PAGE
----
Fighting On The Fashion Front In Iran

Iran Dress Code - Palmer
In Iran, spring fashion season brings the spring fashion crackdown: special police operations to enforce the Islamic dress code.

This year, with hardliners in power, it is the harshest in years, CBS News correspondent Elizabeth Palmer reports. So much so that outraged bystanders used a cell phone to film a young woman being arrested and stuffed into a police car for so-called immodest dress.

"I won't go," she screams. "Let go, you filthy pig."

Many Iranian women remain defiant, and in the mountains north of Tehran, where the authorities don't venture, the daring do ... showing off bare ankles, lots of hair and distinctly un-Islamic hats.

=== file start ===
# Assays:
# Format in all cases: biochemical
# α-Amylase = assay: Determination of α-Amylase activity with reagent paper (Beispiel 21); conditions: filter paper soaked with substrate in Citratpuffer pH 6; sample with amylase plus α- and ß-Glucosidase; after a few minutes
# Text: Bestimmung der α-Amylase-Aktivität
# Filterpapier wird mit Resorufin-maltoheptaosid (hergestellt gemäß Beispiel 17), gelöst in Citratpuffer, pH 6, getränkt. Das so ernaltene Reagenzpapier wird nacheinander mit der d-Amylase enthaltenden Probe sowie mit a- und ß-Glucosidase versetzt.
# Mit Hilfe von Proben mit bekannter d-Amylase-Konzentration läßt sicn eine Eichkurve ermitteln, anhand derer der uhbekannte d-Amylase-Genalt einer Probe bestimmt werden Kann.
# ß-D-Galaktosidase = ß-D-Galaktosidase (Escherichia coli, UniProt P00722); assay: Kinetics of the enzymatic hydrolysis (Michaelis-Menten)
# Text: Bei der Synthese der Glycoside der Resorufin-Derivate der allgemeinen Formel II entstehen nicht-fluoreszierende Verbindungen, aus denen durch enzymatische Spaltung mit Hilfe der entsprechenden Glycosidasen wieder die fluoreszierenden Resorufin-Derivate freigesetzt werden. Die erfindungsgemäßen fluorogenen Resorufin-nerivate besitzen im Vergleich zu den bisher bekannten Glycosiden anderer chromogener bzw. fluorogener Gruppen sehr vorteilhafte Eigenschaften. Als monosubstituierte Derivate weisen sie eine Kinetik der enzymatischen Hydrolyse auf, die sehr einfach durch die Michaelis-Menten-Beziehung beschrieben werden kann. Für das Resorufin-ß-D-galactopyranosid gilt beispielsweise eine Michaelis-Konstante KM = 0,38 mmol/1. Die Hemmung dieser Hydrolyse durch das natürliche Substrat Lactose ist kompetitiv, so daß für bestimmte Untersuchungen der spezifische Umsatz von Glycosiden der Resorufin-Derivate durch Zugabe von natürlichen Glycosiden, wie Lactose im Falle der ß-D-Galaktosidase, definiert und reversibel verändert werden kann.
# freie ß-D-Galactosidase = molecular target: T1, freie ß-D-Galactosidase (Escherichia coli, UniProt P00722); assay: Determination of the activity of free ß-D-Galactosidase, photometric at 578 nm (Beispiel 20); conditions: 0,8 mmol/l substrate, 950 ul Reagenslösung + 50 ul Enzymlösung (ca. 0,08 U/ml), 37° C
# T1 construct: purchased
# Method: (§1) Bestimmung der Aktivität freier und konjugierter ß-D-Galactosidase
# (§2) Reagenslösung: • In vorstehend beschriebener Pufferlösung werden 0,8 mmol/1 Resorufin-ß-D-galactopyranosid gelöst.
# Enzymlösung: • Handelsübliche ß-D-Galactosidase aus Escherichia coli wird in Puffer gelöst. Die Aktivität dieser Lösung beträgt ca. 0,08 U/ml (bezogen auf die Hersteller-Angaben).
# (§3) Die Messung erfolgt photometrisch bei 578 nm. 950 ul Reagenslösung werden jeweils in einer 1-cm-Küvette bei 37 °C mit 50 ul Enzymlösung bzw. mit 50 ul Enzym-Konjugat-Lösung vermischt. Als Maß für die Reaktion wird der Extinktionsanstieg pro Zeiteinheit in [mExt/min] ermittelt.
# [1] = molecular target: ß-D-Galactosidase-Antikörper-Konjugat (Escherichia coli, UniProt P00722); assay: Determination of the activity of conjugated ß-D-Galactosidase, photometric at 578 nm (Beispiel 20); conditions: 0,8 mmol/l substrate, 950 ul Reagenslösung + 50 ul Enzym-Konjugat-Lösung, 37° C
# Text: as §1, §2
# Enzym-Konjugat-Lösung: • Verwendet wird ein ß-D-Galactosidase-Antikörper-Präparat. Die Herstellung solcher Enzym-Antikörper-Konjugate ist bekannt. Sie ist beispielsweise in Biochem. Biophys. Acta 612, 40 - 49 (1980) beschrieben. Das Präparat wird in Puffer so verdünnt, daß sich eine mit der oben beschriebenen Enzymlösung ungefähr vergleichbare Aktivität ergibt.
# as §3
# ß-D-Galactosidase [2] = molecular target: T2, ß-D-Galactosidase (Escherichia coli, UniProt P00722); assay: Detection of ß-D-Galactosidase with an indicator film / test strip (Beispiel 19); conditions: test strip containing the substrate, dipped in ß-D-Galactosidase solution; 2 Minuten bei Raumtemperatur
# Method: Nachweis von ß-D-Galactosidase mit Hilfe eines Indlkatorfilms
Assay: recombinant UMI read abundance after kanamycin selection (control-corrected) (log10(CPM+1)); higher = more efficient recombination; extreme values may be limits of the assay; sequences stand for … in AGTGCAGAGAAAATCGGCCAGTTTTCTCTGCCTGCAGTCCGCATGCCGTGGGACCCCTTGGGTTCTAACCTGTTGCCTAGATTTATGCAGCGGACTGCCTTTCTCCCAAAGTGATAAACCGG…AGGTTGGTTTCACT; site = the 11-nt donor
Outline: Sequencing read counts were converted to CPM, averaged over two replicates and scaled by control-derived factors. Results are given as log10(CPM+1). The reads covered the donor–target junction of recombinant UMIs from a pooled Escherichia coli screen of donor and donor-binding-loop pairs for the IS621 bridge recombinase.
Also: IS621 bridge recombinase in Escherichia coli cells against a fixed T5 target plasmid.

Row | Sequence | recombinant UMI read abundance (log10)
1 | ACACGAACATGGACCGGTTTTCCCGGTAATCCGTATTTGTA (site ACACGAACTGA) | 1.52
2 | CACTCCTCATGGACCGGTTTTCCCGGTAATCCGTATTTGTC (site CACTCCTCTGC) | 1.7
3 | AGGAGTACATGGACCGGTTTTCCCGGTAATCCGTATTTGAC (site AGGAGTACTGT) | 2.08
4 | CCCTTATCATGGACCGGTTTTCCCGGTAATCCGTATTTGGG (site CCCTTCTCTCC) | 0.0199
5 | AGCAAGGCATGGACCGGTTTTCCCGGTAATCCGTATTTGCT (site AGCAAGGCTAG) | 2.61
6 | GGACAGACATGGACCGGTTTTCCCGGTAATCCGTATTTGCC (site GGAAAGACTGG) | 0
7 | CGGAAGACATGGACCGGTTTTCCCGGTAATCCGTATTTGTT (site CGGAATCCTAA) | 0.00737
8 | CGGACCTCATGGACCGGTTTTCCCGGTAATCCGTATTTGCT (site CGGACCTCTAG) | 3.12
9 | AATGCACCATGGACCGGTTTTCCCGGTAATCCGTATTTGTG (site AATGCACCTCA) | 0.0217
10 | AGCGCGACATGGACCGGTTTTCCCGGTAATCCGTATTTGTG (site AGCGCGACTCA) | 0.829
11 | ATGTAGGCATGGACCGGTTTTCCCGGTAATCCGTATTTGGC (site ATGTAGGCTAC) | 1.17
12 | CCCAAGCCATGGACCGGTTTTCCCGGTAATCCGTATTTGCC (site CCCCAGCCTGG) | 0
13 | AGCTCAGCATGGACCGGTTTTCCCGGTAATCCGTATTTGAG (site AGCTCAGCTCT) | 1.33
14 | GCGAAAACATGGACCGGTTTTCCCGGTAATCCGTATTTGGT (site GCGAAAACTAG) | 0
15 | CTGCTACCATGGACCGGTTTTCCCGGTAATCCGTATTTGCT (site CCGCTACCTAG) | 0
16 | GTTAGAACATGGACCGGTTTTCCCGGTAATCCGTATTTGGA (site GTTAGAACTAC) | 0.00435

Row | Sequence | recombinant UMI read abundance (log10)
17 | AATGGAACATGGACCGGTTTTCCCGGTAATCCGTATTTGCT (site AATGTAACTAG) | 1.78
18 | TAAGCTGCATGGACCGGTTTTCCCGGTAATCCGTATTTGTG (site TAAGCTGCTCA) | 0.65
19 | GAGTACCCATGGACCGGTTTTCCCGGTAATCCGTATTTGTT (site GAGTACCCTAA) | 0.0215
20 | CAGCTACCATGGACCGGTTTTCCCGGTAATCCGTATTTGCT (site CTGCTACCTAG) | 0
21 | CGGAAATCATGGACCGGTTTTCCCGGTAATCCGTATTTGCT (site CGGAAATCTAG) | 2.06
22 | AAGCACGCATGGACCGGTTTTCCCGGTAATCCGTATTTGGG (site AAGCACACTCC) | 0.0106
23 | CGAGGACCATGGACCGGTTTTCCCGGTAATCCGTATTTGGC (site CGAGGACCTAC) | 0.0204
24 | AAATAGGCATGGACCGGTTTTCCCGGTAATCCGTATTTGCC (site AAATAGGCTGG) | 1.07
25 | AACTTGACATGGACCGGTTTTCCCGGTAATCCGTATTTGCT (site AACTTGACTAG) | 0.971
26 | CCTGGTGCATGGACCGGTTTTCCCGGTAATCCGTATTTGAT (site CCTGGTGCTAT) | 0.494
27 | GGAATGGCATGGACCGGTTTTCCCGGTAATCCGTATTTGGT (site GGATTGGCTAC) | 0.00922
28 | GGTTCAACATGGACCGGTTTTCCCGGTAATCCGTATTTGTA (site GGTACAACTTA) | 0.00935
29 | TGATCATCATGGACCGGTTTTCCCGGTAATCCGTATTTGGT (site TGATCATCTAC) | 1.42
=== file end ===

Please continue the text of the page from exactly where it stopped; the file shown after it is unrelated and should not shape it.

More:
Tehran women keep a weather eye on a store window as a kind of political barometer. As soon as there's a crackdown coming, the bright colors disappear and hemlines drop.

When the regime talks tough, the tough go shopping.

Palmer took a group of women to a Tehran mall to see where they draw the lines these days.

A manteau is the outer garment that has, for many, replaced the coverall chador.

"This is long — the length is good and it covers all of your body," a woman named Afsaneh explains.

But other fashions are arrestable offenses.

"You cannot wear this kind of shoes," she points to a pair of open-toed sandals. "Oh my God, yes, nail polish is forbidden."

And a dress that would be drop-dead chic at a party would be a drop-dead offense in public.

Palmer says as a Western reporter in Iran, she has to play it safe by wearing the most basic of black.

Would the Iranians wear what she does?

"Oh God. Sorry, this is ugly," one tells her.

If this seems all style and no substance, that may be the point. The new regime is betting that women battling for freedom on the fashion front will have less energy for any larger, political fight.